“Nightmare” plan to run traffic to the Braves new stadium via neighborhood streets

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The Braves stadium situation continues to be an absolute peach.

The club’s new ballpark, which was planned via a secret deal between Cobb County officials and the Braves, has been controversial for a host of reasons, including the use of public money and the lack of transparency involved in the process. On a more practical level there have been major concerns about traffic and parking. There is no mass transit serving the new park and the planned parking lots are in bad places — across a freeway in one instance, with no set plan yet to create a pedestrian bridge — and are too few in number. And that’s before you deal with the already awful congestion in the area where I-285 and I-75 meet, which is where the park is located.

Now comes some more traffic rancor, this in the form of a plan by Cobb County to divert traffic off of the freeway and over surface streets through the town of Sandy Springs on game days. Guess what? The mayor and council of Sandy Springs claim they had no idea about this until the other day. And whether this did truly blindside them or they’re just pretending it did to save their political skins, they’re not happy. They call it a “nightmare” and were visibly and audibly angry at the poor Cobb County transportation director who came to tell them what the plan was:

“You want to take all the traffic off 285 and put it on surface streets?” asked an incredulous Councilmember Tibby DeJulio.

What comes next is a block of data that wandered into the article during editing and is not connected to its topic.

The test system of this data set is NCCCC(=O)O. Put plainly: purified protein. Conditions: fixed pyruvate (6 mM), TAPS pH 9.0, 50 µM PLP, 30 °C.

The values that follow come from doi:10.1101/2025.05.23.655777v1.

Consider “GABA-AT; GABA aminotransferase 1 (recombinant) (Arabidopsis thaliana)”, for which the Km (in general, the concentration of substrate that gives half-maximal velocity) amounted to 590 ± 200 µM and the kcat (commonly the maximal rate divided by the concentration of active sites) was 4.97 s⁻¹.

“That’s what we want to do all over the system,” Wilgus replied.

Wilgus fenced with the mayor and councilmembers over definitions of street types and hypothetical traffic impacts.

“You can’t run these [sign-directed drivers] through neighborhood streets,” Paul said.

“We’re not running them through neighborhood streets…Interstate North is not really a neighborhood street,” Wilgus said.

“I live there, so you don’t tell me that it’s not a neighborhood street,” the mayor said. “We live here. We know those streets.”

I’ll grant Cobb County this much: there has never been a local government or group of local citizens who has ever NOT complained about traffic and parking in connection with a new development. You could put up a building that provides free cookies, free massages and 100% scientifically-verified cancer cures and some local paper would run a story about how “locals expressed concerns over parking, congestion.”

Still, neither Cobb County nor the Braves have done anything to earn the benefit of the doubt with respect to this whole stadium deal, so it’s probably not a great idea to cut them any slack on this score until they prove that their plan is actually workable.